Europe’s War on Cars

How Europe is waging war on private commuters and what it may mean for drivers here in the United States. Read this assessment and share your thoughts on the HVA Website.

Rising fuel prices, increasing urban population densities and environmental concerns—these are just a few of the reasons urban planners and elected officials are urging people to kick their “automobile habit” and jump on board the public transportation bandwagon.

On the surface, it’s hard to argue with a policy that promises an end to traffic congestion, a reduction in road and parking facility costs and improved public health. But what’s not talked about are the serious implications these types of policies could mean for our ability to own and use our vehicles.

In the debate about public transportation policy, many believe that the environmental and cost incentive rationales amount to nothing more than a false, but seductive, logic capable of re-directing billions of tax dollars into an agenda aimed at getting us out of our cars and onto bike paths and commuter trains.

Europe Stifling Drivers

If this sounds like ideological fear-mongering—if you think this couldn’t possibly happen in the great car countries of the world—consider this recent article in The New York Times.

Last month, reporter Elisabeth Rosenthal focused on a growing trend to stifle automobile ownership in Germany, England and other European countries all in the name of health, safety and cost efficiencies. Anti-car transportation policies in Europe have already led to the closing of many streets in popular cities such as Vienna, Munich and Copenhagen. Hefty “congestion fees” in London and Stockholm are leveled on motorist who want to drive their vehicles downtown.

One of the worst offenders of all—accused of purposely tormenting private commuters, according to the report—are Zurich traffic planning officials who have added closely spaced red lights on roads leading into town. According to the report, Zurich officials have also removed pedestrian underpasses and allow operators in the city’s ever-expanding tram system to turn traffic lights in their favor as they approach; thus, causing stop and go traffic conditions that result in driver “angst and delay.”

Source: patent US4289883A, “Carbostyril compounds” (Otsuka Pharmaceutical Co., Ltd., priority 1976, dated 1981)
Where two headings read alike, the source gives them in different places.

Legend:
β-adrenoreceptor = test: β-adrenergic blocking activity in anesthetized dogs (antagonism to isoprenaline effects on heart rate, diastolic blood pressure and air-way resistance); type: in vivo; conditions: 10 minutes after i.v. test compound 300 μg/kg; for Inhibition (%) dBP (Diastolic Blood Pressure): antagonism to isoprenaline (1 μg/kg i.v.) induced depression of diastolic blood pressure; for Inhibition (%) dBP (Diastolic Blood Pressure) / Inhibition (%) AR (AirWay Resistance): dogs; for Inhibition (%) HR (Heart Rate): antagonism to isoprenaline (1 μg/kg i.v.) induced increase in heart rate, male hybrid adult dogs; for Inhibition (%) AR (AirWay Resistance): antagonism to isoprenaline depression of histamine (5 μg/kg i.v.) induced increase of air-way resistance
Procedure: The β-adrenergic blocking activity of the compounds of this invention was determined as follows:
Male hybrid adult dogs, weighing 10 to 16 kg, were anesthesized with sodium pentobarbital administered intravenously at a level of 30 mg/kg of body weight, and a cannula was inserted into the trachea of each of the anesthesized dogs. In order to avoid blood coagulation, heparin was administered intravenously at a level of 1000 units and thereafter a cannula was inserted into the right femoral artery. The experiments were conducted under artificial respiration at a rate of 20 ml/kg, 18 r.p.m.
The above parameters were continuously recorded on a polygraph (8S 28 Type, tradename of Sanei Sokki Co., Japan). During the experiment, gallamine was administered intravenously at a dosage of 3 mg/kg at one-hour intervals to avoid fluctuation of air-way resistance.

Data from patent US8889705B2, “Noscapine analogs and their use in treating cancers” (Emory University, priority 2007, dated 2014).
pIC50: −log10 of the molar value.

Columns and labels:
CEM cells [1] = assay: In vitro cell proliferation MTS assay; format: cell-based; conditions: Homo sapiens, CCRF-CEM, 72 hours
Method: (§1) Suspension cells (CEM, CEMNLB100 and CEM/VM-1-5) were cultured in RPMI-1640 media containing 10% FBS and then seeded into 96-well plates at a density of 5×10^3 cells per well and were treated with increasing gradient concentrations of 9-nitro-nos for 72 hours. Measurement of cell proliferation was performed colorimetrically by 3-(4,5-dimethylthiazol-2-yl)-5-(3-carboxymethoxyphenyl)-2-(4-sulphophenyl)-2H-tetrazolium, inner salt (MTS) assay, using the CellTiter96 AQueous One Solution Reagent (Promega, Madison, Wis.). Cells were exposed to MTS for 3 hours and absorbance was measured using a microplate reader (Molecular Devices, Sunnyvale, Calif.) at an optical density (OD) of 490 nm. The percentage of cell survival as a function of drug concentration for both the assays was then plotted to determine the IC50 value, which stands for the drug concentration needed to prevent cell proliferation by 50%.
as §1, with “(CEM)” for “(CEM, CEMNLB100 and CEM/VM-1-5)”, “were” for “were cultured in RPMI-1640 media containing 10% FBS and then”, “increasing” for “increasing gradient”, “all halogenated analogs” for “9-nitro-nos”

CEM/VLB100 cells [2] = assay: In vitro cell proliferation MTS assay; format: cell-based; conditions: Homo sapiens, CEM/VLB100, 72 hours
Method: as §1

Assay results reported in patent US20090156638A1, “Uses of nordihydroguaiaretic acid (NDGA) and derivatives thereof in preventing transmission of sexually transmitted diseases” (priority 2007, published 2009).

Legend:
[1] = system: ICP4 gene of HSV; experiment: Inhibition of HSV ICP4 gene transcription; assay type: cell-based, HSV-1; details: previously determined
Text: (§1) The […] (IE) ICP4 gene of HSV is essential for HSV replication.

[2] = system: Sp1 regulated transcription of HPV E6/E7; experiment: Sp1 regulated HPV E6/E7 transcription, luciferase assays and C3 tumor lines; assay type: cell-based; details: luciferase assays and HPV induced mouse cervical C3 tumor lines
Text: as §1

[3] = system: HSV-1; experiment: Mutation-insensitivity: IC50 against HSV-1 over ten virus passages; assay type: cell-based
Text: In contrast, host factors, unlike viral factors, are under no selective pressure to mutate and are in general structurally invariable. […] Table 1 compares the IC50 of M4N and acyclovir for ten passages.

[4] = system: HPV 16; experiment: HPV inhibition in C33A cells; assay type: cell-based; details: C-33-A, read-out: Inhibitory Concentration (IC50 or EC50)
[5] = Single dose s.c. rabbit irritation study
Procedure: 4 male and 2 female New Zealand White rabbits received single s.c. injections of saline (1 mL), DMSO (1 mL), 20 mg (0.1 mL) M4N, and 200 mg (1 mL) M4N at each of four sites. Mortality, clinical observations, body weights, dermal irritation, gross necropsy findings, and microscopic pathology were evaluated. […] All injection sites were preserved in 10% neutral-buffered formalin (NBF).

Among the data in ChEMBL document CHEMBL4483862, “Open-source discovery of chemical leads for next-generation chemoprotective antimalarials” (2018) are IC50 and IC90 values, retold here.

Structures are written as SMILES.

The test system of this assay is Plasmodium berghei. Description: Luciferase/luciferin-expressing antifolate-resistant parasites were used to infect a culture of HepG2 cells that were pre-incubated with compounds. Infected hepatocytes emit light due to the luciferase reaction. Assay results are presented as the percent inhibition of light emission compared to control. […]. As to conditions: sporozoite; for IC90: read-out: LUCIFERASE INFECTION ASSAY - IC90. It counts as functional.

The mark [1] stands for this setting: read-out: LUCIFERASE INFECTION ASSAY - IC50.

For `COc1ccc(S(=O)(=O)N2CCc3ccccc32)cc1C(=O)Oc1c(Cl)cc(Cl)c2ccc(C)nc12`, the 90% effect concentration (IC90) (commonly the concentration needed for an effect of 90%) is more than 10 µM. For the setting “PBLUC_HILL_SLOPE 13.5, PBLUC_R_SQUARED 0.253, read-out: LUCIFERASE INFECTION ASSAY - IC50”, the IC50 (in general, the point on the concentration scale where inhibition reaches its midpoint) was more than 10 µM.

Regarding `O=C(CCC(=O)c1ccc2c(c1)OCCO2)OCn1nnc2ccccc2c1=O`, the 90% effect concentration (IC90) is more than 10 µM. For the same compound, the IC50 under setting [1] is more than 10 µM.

“Driving is a stop-and-go experience,” one Zurich city planner is quoted as saying. “That’s what we like! Our goal is to reconquer public space for pedestrians, not to make it easy for drivers.”

What’s most disturbing is that these troubling conditions are not simply the result of haphazard local policy. These actions are, in fact, all in line with the larger transportation goals of the European Union Transport Commission, which earlier this year introduced a plan that would ban all conventionally fueled cars from European cities by 2050 and move most passenger travel to trains in the same time-frame.

Here At Home

The public transportation debate in America, thankfully, has taken a slightly different path for now. Major U.S. cities have yet to take as direct and hostile a stance as some in Europe. However, federal policies seem to be signaling a more troubling trend for drivers.

Consider federal and state gasoline taxes. While many of the highways and bridges in the nation are crumbling, a growing amount of fuel taxes paid by American motorists are being diverted for alternative transportation measures such as bike paths, high-speed rail and Amtrak.

Rising gas prices already serve as a disincentive to drive. But in May, The Hill reported on a new hindrance that came in the form of a draft plan by the Obama administration. The White House tried to distance itself from the controversial proposal, which suggested that cars be taxed by the number of miles driven, but many car enthusiasts believe the administration had simply shown where it stands on the issue of private vehicle ownership.

So what can we do?

As social and environmental trends push us farther away from the internal combustion engine and lawmakers continue to respond with policy initiatives aimed at building and supporting an infrastructure built for public transportation (not the automobile), the HVA will be right there, every step of the way, fighting for our right to own and use our cars. The mobility provided by the car is one of the greatest freedoms enjoyed by Americans and is the envy of many around the world. Once lost, this freedom may never be gained back.

What do you think about the European trend stifling automobile use? Share your comments below.